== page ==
Having taken a much needed break over the summer, our resident production expert James Trigo returns with a renewed purpose and an all-new edition of our popular music tech roundup.
Since its first release back in 2000, Propellerhead’s Reason has always been a bit of an outsider to the main DAWs on the market, with its ease of use and endless routing options there’s lots of reasons to get involved. In its latest release, Reason 8 attempts to improve the way you work by completely redesigning the interface, making it feel more like its rivals. There’s now a browser and search window, enabling you to drag-and-drop samples, loops and patches straight into the main window and new amp and speaker models for guitar and bass from software developers, Softube.
Available at the end of September, Reason 8 will cost ($449/€405) for the standard and ($129/€120) for the Essentials version, there are also upgrade options available so have a look over on their website for more info.
When it comes to audio repair and restoration iZotope continue to produce some of the best software products at this price point. Due out next month their RX software has been updated to version 4 with a raft of new tools including, RX connect, a new streamlined way for the software to work with your current DAW; Clip Gain, a non-destructive editing tool, and dialogue denoiser; a tool designed to reduce background noise from dialogue and vocals in real-time. The advanced version also has some unique features, such as Leveler and EQ match tools, both designed to match a tracks characteristics, be it the balance or sonic profile. Prices are yet to be confirmed so keep watch here.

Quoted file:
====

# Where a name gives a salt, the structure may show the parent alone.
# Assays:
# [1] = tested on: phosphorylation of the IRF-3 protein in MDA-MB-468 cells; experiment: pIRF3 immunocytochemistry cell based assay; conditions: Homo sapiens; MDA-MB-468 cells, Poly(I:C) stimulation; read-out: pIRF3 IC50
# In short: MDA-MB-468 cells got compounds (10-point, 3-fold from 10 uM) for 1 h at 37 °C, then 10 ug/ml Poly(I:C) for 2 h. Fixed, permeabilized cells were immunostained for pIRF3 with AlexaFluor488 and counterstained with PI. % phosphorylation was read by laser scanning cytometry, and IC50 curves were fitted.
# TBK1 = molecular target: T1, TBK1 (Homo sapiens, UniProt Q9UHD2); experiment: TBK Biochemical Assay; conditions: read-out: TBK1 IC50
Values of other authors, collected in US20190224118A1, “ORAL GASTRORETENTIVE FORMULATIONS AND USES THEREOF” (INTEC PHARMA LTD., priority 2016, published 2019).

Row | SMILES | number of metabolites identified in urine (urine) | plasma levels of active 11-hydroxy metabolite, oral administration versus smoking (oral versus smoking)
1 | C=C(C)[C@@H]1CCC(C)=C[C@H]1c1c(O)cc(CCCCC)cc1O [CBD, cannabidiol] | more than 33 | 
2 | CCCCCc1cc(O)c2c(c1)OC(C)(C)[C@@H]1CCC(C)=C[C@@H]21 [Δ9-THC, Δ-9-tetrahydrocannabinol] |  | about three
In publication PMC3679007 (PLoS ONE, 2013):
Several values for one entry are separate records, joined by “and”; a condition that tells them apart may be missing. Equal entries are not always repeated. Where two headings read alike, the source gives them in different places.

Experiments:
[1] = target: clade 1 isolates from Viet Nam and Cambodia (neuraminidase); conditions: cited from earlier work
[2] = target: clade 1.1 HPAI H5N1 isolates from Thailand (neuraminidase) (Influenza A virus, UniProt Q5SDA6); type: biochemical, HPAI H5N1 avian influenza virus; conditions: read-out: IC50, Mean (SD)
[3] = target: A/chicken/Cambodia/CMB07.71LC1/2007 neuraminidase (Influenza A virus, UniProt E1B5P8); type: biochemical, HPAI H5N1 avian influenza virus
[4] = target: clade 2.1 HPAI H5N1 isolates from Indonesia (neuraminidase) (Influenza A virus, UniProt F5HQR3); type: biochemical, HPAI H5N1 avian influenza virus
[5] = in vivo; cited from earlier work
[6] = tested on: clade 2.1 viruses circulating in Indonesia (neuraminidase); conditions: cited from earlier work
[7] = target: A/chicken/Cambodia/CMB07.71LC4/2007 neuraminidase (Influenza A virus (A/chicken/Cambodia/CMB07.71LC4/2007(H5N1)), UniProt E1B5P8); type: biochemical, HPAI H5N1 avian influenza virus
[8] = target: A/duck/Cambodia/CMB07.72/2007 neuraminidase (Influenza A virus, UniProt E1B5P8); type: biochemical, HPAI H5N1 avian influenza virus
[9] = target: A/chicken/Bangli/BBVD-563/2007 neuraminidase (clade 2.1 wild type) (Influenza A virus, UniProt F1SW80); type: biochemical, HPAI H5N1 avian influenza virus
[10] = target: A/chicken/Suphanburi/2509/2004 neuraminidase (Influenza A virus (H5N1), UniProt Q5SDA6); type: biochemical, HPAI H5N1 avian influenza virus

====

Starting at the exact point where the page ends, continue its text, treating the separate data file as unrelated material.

Specialising in filters and EQs, Fabfilter have amassed a respectable range of high quality plug-ins to add shape and character to your sound. The latest release of their flagship EQ, the Pro-Q 2, has just undergone a major update. Retaining the high sound quality and slick looking interface of its predecessor, the Pro-Q 2 now has full screen mode, improved CPU optimization, and mid/side mode, to monitor the signals separately. Along side this is Natural Phase Processing, giving the EQ a more analogue feel and EQ matching, which in conjunction with being able to view other tracks through the analyser, gives you quite a powerful mixing tool. Another useful tool that’s finding it’s way onto other popular EQs is the addition of a piano roll display to quantize EQ frequencies to musical notes.
The Pro-Q 2 is available now for £124 in all the major plug-in formats – head here for more details.
In other news, the Hotly anticipated release of the Arp Odyssey from Korg is being pushed back to next year to make it even more awesome I’m sure. So keep your cash under the mattress for a bit longer.
“The original shipping schedule was September 2014. We are sorry for this delay especially since the extraordinary reaction to the initial Odyssey announcement. We are refining the Odyssey to make this product even better. We appreciate your understanding regarding this delay and thank you for your continued interest in the reissued Odyssey.”